Last week, your wonderful (not to mention humble) blogger, while ruminating on the prospects of a Christie entrance into the Repub primary season, made the NJ governor the focus of a blog post. Earlier this week, as we inched closer and closer to the filing deadline, we received an answer: a definitive "no." The rotund governor had decided against entering the race.
I will not rehash some of the obstacles that Christie would have faced if he had decided to enter the race; but feel free to read my blog post on the subject!
The media's attention had been fixed on Christie and his impending announcement. Certain outlets mentioned how both Perry and Romney (the so-called "front runners") had disappointed the Repub base and that the base was looking for a redeemer--I selected that word for an obvious and sarcastic reason. Christie had the credentials to mount a significant challenge but decided against launching a campaigning crusade.
With Christie as a non-issue, where does that leave the Repub field? The Christian Science Monitor, earlier this week, asked this question in a different way: "Who Wins Chris Christie's Campaign Donors: Mitt Romney or Rick Perry?" It's a fascinating question and one that is, perhaps, the most worthy of investigation.
Rick Perry reported $17 million in donations during quarter three, as compared to Romney's $13 million. In quarter two, however, Romney registered an impressive $18 million. Translated, Perry and Romney have war chests roughly equal. The major Repub donors uncommitted remain prime audiences for the two media recognized "front runners."
This week, Romney secured a not-so-small victory; Ken Langone, co-founder of Home Depot, has announced that he is now backing Mitt Romney. To be sure, Langone brings deep pockets and some friends who have significant net worth themselves.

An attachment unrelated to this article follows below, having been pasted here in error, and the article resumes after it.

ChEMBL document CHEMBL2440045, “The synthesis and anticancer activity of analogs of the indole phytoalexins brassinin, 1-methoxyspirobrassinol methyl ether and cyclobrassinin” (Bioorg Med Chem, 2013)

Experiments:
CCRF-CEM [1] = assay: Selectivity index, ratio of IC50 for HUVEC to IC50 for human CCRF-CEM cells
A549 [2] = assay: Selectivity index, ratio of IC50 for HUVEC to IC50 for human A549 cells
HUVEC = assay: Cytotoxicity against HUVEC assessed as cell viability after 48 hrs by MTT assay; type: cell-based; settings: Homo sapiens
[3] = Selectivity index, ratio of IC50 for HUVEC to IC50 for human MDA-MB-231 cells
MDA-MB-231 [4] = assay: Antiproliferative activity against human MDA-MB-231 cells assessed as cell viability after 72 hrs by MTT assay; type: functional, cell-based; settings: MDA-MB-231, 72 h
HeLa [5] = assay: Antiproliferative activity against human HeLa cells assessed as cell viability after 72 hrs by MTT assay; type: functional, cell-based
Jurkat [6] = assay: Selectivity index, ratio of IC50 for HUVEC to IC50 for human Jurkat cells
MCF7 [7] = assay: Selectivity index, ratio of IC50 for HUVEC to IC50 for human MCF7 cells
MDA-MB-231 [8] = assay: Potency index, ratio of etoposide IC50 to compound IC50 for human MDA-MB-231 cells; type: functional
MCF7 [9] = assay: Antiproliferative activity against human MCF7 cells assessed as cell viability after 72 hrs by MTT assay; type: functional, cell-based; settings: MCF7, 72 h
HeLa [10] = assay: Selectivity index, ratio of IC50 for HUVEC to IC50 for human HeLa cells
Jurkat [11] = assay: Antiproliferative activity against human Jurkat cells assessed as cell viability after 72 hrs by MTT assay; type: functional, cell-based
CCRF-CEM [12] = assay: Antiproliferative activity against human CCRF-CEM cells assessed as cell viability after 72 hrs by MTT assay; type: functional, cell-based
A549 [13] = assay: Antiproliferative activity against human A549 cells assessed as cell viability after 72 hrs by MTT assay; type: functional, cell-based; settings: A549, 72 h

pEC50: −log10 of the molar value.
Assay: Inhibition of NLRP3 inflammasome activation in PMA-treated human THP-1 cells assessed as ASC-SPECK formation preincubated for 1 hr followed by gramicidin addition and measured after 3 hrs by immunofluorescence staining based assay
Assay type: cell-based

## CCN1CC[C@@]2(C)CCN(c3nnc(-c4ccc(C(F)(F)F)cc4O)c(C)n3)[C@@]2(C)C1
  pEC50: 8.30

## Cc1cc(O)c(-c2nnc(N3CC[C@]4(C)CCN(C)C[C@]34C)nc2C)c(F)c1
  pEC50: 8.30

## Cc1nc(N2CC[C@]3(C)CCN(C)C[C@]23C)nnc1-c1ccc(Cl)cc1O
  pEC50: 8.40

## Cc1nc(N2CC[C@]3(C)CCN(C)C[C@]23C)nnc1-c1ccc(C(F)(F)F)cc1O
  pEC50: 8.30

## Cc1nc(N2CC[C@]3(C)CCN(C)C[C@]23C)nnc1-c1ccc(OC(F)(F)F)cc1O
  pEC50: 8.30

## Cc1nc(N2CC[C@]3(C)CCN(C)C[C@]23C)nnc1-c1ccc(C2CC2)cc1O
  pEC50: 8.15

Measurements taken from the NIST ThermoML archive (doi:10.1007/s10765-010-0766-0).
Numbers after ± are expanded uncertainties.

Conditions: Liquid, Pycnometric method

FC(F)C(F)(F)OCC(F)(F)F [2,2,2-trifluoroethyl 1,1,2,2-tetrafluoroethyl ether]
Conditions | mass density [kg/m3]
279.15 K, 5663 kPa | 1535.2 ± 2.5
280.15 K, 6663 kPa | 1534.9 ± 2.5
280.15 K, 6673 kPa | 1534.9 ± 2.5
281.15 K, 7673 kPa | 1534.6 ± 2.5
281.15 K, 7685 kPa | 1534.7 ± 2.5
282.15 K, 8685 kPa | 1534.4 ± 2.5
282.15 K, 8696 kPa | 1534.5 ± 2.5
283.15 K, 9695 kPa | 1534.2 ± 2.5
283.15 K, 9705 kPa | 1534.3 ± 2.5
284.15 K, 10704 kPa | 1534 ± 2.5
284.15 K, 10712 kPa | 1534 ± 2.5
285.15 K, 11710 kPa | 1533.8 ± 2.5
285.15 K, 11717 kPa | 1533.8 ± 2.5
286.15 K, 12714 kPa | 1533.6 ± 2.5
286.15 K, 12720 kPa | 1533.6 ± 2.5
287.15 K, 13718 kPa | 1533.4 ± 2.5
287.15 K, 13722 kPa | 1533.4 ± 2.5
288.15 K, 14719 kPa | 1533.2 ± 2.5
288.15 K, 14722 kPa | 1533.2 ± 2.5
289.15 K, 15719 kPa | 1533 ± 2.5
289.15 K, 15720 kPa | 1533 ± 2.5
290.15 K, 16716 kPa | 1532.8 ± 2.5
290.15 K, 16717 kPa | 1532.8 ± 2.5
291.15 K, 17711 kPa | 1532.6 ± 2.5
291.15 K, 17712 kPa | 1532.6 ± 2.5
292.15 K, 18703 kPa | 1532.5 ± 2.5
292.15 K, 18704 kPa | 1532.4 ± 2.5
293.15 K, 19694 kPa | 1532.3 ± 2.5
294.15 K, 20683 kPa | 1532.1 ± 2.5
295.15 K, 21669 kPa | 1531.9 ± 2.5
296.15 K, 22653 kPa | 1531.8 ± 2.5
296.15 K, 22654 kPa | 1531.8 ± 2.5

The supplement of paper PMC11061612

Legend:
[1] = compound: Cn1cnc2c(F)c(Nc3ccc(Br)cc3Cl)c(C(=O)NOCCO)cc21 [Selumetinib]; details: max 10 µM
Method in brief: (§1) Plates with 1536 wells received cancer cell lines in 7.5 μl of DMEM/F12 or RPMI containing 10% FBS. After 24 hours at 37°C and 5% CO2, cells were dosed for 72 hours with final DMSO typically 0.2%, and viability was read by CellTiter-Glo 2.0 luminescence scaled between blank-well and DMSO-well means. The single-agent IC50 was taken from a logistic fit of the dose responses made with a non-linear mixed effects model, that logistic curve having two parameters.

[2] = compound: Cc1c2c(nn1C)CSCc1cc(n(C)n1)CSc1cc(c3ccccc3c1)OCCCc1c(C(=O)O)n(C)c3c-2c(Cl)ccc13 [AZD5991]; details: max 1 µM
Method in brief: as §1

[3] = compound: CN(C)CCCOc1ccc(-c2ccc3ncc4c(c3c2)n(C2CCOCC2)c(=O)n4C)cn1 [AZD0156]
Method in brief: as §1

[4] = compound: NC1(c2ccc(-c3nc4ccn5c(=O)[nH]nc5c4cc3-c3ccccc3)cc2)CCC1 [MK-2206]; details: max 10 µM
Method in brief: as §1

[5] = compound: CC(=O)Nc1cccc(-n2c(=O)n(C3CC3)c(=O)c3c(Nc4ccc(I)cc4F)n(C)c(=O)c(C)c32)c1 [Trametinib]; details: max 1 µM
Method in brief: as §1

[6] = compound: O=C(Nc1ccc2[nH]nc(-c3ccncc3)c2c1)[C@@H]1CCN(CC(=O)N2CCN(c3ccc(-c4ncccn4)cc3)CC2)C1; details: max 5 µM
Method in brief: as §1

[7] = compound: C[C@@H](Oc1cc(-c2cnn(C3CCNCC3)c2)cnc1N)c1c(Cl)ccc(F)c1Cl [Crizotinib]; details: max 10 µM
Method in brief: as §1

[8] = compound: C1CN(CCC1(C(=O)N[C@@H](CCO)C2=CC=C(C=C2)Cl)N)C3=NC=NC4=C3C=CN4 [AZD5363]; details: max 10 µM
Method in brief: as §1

Meanwhile, FT.com ran an article on Friday discussing Cain's apparent surge in popularity. The former pizza guy and head of the Kansas City FED has proposed overhauling the entire tax system and replacing it with his so-called "9-9-9 plan." According to the authors of this FT article, Stephanie Kirchgaessner and James Politi, it is Cain's "9-9-9 plan" that is "attracting voters' attention." I am confident that his plan has sparked an interest, but I am reluctant to affix complete credit to the plan. But, then again, who cannot find interest in the statement "Our tax code is the 21st century version of slavery."? This gem was included in a Cain campaign ad from last month.
While we are on the topic of tax and tax reform, why not talk about Ron Paul's proposal? Abolish the IRS and repeal the tax code! While we are at it, we might also want to repeal the 16th amendment! A little revolutionary sentiment is good from time to time.
The FT article observes that Romney remains in the lead and that the Cain surge may be temporary. After all, Cain does lack "a serious fundraising base" (to quote the article's authors). And how much money has Romney raised? And Perry?
Cain is a maverick of sorts and what is a maverick to do?